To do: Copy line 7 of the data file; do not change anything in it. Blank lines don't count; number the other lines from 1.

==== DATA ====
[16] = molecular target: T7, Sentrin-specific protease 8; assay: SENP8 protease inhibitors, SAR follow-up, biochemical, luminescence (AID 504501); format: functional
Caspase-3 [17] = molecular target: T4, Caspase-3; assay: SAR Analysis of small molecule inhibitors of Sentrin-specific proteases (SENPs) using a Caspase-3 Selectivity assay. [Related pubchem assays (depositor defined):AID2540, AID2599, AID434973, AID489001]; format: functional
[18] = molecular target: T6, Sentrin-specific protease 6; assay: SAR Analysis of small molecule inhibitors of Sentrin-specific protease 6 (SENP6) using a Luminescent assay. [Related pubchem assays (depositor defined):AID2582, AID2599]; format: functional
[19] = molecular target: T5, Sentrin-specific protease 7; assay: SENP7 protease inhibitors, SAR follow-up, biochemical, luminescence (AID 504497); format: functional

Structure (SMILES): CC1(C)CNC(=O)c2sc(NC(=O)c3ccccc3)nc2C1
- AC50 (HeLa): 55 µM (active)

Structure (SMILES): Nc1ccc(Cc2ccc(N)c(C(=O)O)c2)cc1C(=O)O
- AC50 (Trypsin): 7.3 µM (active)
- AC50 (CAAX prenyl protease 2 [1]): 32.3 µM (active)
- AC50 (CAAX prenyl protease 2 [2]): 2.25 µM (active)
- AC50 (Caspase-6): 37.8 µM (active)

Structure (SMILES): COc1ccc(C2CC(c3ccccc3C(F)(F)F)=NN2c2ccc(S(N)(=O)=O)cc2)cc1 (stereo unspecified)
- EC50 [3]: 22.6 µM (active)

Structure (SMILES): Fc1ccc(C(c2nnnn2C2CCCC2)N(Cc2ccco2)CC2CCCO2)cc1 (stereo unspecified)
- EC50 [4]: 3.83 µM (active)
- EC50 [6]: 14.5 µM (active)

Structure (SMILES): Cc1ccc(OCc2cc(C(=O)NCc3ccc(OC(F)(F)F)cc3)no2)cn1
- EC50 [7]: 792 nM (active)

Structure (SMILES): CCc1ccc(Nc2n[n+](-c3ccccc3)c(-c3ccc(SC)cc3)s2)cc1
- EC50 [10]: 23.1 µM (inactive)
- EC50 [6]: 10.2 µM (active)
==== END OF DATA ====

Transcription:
Structure (SMILES): Nc1ccc(Cc2ccc(N)c(C(=O)O)c2)cc1C(=O)O